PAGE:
shake one's head
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- To move one's head from side to side, in a repeated swiveling motion from the neck, to indicate disagreement, negation, disbelief, disapproval or dismay.
- 1826, James Fenimore Cooper, chapter 4, in The Last of the Mohicans:
- "An Indian lost in the woods!" said the scout, shaking his head doubtingly.
- 1918, Edgar Wallace, chapter 7, in The Man Who Knew:
- Mr. Brandon shook his head in despair at the unbusinesslike methods of his patron.
- 2011 October 22, Sam Sheringham, “Aston Villa 1 - 2 West Brom”, in BBC Sport:
- The Irishman, outstanding in the 2-0 victory over Wolves last week, limped off soon afterwards shaking his head and exchanging words with a section of Villa fans.
- (less common) To move one's head up and down, in a repeated hinge-like motion from the top of the spine, to indicate agreement, affirmation, approval, or simply polite attentiveness.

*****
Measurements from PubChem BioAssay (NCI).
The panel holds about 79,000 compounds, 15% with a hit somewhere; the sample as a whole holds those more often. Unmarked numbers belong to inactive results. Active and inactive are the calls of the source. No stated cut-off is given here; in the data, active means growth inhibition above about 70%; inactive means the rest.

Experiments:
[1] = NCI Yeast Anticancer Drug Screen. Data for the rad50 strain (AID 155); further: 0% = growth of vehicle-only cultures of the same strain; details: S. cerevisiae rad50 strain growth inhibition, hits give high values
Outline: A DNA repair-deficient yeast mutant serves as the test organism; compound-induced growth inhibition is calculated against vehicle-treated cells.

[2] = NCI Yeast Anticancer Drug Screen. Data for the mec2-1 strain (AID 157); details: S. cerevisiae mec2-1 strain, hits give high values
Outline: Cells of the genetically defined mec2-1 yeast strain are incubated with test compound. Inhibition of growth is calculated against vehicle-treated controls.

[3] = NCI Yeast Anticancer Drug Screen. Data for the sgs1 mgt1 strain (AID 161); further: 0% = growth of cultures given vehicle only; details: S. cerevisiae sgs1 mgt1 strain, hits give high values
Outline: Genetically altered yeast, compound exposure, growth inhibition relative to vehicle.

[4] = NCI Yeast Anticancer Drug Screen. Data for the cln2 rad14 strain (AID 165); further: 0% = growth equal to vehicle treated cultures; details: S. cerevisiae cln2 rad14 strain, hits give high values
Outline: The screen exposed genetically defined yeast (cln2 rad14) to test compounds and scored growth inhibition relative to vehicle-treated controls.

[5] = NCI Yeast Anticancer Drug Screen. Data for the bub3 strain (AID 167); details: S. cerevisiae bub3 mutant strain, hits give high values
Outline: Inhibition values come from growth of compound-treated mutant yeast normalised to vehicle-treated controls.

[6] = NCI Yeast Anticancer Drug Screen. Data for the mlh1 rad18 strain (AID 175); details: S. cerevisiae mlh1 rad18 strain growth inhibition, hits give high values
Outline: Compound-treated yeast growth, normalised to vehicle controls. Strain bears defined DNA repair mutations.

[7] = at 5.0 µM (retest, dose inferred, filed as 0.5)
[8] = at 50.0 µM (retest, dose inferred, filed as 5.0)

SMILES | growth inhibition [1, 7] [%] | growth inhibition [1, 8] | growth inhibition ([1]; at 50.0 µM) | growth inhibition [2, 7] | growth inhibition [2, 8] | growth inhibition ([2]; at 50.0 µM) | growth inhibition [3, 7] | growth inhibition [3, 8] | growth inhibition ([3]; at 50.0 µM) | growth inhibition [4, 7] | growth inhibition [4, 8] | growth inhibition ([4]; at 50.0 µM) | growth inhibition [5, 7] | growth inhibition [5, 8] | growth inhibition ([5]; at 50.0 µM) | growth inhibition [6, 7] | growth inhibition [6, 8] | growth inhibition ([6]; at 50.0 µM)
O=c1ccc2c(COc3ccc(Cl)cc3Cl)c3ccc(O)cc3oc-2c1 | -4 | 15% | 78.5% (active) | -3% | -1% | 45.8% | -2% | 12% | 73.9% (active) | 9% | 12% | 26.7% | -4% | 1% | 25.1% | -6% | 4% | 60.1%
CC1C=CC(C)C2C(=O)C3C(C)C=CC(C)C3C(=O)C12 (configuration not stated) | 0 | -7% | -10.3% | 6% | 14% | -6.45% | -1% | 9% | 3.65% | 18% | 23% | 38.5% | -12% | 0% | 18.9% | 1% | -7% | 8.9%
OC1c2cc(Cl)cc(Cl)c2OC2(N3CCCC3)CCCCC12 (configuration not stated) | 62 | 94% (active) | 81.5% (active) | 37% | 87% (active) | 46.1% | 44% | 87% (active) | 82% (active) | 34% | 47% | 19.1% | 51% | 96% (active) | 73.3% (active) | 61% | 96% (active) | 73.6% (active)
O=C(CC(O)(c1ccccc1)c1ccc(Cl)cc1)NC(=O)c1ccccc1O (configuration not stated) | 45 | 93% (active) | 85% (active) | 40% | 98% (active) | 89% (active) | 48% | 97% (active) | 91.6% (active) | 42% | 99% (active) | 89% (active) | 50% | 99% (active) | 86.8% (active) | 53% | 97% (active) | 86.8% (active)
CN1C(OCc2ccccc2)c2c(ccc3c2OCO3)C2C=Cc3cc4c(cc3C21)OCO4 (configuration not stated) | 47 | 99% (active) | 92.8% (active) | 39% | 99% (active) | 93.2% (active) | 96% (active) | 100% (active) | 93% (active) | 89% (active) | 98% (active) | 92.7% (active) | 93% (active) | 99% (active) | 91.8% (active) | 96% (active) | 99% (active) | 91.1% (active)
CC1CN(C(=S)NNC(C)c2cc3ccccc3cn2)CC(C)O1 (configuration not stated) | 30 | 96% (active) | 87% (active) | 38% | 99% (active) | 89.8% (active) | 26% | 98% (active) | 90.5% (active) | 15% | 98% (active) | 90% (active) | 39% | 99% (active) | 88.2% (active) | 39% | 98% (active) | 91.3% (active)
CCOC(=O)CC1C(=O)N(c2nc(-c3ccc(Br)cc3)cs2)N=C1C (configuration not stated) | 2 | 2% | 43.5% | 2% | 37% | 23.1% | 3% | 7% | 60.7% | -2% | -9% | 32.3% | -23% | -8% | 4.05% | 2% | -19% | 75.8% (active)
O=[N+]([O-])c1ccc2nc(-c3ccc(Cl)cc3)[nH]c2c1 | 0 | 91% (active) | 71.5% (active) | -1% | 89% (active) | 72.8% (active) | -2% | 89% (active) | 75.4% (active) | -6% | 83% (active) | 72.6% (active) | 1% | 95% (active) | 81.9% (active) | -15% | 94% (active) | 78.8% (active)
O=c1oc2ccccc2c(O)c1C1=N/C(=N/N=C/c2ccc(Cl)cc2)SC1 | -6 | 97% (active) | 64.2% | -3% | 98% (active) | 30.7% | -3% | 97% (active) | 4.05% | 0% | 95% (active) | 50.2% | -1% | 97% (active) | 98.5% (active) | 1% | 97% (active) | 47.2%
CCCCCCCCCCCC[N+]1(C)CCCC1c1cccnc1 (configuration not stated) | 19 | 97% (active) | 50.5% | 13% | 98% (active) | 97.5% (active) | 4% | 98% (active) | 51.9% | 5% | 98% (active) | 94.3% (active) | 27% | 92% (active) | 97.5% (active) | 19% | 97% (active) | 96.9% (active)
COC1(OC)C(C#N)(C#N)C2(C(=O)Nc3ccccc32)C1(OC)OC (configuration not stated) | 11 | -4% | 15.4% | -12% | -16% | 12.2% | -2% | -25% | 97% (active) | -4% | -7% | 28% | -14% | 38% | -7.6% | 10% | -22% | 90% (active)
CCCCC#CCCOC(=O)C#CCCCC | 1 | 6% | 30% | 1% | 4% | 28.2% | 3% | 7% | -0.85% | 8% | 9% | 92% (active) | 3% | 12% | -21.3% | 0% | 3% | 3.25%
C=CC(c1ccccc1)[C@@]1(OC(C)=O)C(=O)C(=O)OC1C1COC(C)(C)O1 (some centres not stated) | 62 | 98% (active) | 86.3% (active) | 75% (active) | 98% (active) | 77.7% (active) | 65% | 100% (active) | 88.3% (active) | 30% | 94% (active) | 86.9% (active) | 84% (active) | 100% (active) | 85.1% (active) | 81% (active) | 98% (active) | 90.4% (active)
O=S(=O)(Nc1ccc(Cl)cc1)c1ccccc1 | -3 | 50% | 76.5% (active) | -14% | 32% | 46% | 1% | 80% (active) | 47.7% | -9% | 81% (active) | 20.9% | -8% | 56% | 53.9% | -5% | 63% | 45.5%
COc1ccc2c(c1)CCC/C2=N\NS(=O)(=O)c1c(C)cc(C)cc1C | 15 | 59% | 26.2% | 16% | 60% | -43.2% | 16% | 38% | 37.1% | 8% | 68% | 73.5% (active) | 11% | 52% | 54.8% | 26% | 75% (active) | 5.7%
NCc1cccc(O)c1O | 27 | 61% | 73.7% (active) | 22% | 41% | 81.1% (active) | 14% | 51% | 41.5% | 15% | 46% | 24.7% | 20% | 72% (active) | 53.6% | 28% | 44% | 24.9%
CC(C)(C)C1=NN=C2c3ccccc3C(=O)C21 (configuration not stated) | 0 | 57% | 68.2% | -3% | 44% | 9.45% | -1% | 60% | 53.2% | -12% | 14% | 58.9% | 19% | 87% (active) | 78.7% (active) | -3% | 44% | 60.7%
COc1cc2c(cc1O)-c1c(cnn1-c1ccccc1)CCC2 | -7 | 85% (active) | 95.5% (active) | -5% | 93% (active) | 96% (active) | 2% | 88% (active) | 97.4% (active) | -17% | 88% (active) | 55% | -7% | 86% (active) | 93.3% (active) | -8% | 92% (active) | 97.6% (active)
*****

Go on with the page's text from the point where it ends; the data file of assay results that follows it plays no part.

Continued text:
- A relatively quick head movement from side to side indicates an emphatic "no," while a slower motion tends to indicate disbelief or dismay.
- A relatively quick head movement up and down indicates an emphatic "yes," while a slower motion tends to indicate attentiveness.
- In some countries, for example in Bulgaria and Sri Lanka, the meanings are reversed: i.e. a movement side to side means "yes" and a movement up and down means "no"
- (move one's head up and down): nod
- (move one's head from side to side): smh
move one's head from side to side